Septic permit fees anticipated to jump
Mary Beth Hartill
January 31, 2013
ALMAGUIN – Sewage permitting costs may be going up.
The North Bay-Mattawa Conservation Authority is looking at increasing some of their rates. The board of directors will consider increases to the Development, Interference with Wetlands and Alterations to Shorelines and Watercourses (DIA) Program and the On-site Sewage System Program at a public meeting slated for Feb. 27. It is anticipated that they will vote at this meeting and, if approved, the changes will come into affect on March 1. The fee changes are part of the 2013 budgeting process.
The proposed fees would increase about 5 per cent.
“Within the NBMCA’s jurisdiction people who are doing work around wetlands, watercourses and steep slopes have to consult with us and then get approvals,” said NBMCA spokesperson Sue Buckle. “Our septic boundaries are bigger and that includes south into Almaguin.
The conservation authority’s DIA program encompasses areas in the north of the region including Callander and the Township of Chisholm. Those fees have not increased since 2008.
“But the septic supply includes East Parry Sound and West Parry Sound,” said Buckle.
The NBMCA has three jurisdictional boundaries, dependant on legislation, including The Conservation Authority Act, the Ontario Building Code, and Drinking Water Source Protection.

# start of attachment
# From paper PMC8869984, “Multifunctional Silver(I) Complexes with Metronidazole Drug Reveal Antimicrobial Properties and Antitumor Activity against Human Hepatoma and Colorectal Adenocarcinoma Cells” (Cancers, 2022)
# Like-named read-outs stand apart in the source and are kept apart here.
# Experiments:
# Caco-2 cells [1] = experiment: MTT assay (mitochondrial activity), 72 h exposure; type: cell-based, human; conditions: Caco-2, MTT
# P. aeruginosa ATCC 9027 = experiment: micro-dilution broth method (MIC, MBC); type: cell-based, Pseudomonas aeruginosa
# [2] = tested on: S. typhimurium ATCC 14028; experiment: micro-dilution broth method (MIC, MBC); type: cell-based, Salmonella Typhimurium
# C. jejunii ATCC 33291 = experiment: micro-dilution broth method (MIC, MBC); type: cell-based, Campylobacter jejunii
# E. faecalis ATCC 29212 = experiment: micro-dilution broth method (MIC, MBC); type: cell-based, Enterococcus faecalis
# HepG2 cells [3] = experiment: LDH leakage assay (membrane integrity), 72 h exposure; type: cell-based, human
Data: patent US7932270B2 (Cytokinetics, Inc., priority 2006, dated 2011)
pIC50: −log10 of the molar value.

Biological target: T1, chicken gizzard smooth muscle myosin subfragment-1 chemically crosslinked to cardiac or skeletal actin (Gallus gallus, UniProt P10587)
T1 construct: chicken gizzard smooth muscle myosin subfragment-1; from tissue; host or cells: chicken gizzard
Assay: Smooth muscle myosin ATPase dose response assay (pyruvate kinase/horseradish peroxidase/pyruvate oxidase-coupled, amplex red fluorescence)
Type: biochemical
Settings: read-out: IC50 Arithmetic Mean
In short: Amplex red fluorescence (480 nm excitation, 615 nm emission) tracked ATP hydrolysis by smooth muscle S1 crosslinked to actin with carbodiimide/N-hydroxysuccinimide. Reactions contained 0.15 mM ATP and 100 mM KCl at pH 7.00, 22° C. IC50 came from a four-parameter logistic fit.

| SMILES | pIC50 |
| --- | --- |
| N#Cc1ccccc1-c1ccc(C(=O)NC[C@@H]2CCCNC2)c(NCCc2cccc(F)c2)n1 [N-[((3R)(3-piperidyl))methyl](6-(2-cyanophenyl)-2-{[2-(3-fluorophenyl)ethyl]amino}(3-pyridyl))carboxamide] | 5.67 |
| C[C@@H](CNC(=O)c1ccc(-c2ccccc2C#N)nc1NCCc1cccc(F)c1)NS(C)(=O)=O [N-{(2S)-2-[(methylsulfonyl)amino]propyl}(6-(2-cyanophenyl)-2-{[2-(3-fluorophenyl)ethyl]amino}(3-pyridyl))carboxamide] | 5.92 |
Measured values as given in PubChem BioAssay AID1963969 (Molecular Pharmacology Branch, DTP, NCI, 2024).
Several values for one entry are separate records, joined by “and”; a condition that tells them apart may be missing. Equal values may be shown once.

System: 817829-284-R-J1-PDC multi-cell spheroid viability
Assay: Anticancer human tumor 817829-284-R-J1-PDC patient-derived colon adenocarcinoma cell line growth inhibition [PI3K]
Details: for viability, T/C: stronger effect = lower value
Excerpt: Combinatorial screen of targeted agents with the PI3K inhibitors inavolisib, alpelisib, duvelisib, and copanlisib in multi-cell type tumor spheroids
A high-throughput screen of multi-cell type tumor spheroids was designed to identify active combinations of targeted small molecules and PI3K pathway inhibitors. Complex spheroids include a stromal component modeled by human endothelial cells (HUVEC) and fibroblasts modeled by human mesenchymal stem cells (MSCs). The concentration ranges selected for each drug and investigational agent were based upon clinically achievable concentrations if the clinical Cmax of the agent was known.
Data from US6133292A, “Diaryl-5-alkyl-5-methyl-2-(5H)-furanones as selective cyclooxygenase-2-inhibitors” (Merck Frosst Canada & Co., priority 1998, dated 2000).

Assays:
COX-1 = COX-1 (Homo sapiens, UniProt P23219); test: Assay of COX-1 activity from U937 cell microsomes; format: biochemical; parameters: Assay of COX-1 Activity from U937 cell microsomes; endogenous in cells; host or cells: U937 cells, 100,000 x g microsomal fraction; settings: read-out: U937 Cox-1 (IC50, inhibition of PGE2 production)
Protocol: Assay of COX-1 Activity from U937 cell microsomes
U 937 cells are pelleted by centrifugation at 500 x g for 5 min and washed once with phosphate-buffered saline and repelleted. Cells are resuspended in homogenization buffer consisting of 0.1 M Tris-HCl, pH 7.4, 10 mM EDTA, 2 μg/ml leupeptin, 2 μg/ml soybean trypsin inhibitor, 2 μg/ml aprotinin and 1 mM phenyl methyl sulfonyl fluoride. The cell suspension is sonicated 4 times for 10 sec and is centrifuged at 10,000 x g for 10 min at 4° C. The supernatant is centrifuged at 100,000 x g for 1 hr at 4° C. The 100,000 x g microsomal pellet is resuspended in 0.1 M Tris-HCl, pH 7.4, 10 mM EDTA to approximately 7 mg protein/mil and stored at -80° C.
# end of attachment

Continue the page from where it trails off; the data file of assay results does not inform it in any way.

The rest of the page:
Sewage system program permit fees have not increased since 2009 and are also increasing, on average, about 5 per cent.
“This is part of our fee review process. We did comparisons with other jurisdictions within Ontario,” she said. “We looked at ones that operate septic systems on a cost recovery basis, similar to us, because legislation requires that we not make a profit.”
A class 4/5 septic, residential with daily design sewage flow, less than 3,000 L/day, is currently $700. The proposed change would increase that to $735.
In some comparisons with other areas fees range from $700 to $933, an average of $785.
“Our fee of $700 was the lowest of all of the agencies reviewed,” said Buckle.
Comparisons were conducted using fees from the Porcupine Health Unit in Timmins, the Northwestern Health Unit in Kenora, the Thunder Bay Health Unit, Timiskaming Health Unit and the Haliburton Kawartha Pine Ridge District Health Unit. The highest was Timiskaming at more than $933. The increase to $735 is lower than the lowest comparison, Thunder Bay, at $750.
Residential, daily design more than 3,000 L/day, is anticipated to increase from $800 to $840. Class 4/5 non-residential, commercial/industrial use, will increase from $800 to $840.
Buckle says the rate comparison wasn’t the only incentive for the proposed fee increase.
“And in general, increased costs,” she said. “There hasn’t been anything (increase) since 2009 and everyone knows the cost of doing business has gone up in terms of general expenses so it takes that into consideration as well.”
Buckle stresses that these fee increases should not be confused with the mandatory septic inspection program. Those fees are not changing.
“It’s our regular permitting and inspection programs,” she said.
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